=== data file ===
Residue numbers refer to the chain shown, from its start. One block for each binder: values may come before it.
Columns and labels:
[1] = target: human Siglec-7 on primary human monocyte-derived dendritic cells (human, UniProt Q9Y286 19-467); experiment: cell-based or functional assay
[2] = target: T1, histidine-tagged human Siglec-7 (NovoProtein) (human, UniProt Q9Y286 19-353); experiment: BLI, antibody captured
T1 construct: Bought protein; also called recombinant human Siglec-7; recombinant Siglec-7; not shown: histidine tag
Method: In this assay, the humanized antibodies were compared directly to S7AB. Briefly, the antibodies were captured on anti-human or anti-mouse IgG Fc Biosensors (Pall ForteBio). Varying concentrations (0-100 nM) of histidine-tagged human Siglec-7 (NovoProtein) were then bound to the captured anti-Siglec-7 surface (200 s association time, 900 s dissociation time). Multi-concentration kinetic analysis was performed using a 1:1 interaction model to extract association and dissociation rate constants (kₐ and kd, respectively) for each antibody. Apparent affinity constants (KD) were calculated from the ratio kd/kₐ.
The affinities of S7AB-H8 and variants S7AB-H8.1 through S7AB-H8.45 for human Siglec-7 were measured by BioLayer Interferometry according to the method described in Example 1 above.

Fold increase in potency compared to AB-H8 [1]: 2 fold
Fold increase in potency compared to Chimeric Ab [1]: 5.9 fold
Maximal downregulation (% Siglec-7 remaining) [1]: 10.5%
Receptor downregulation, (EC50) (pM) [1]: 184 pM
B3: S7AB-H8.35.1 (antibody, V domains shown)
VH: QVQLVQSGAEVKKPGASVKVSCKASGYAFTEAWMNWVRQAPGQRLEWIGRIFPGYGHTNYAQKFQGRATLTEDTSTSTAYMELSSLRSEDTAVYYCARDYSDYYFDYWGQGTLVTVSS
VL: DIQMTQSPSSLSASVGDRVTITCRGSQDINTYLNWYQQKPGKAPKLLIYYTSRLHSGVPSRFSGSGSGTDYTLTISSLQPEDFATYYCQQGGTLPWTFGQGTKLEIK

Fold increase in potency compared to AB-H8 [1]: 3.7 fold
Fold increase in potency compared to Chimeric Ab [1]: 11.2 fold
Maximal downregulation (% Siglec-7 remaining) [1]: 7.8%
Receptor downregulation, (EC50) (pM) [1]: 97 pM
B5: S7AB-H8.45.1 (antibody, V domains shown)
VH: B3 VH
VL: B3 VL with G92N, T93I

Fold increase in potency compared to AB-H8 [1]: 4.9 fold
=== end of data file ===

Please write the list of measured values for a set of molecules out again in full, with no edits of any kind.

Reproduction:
Residue numbers refer to the chain shown, from its start. One block for each binder: values may come before it.
Columns and labels:
[1] = target: human Siglec-7 on primary human monocyte-derived dendritic cells (human, UniProt Q9Y286 19-467); experiment: cell-based or functional assay
[2] = target: T1, histidine-tagged human Siglec-7 (NovoProtein) (human, UniProt Q9Y286 19-353); experiment: BLI, antibody captured
T1 construct: Bought protein; also called recombinant human Siglec-7; recombinant Siglec-7; not shown: histidine tag
Method: In this assay, the humanized antibodies were compared directly to S7AB. Briefly, the antibodies were captured on anti-human or anti-mouse IgG Fc Biosensors (Pall ForteBio). Varying concentrations (0-100 nM) of histidine-tagged human Siglec-7 (NovoProtein) were then bound to the captured anti-Siglec-7 surface (200 s association time, 900 s dissociation time). Multi-concentration kinetic analysis was performed using a 1:1 interaction model to extract association and dissociation rate constants (kₐ and kd, respectively) for each antibody. Apparent affinity constants (KD) were calculated from the ratio kd/kₐ.
The affinities of S7AB-H8 and variants S7AB-H8.1 through S7AB-H8.45 for human Siglec-7 were measured by BioLayer Interferometry according to the method described in Example 1 above.

Fold increase in potency compared to AB-H8 [1]: 2 fold
Fold increase in potency compared to Chimeric Ab [1]: 5.9 fold
Maximal downregulation (% Siglec-7 remaining) [1]: 10.5%
Receptor downregulation, (EC50) (pM) [1]: 184 pM
B3: S7AB-H8.35.1 (antibody, V domains shown)
VH: QVQLVQSGAEVKKPGASVKVSCKASGYAFTEAWMNWVRQAPGQRLEWIGRIFPGYGHTNYAQKFQGRATLTEDTSTSTAYMELSSLRSEDTAVYYCARDYSDYYFDYWGQGTLVTVSS
VL: DIQMTQSPSSLSASVGDRVTITCRGSQDINTYLNWYQQKPGKAPKLLIYYTSRLHSGVPSRFSGSGSGTDYTLTISSLQPEDFATYYCQQGGTLPWTFGQGTKLEIK

Fold increase in potency compared to AB-H8 [1]: 3.7 fold
Fold increase in potency compared to Chimeric Ab [1]: 11.2 fold
Maximal downregulation (% Siglec-7 remaining) [1]: 7.8%
Receptor downregulation, (EC50) (pM) [1]: 97 pM
B5: S7AB-H8.45.1 (antibody, V domains shown)
VH: B3 VH
VL: B3 VL with G92N, T93I

Fold increase in potency compared to AB-H8 [1]: 4.9 fold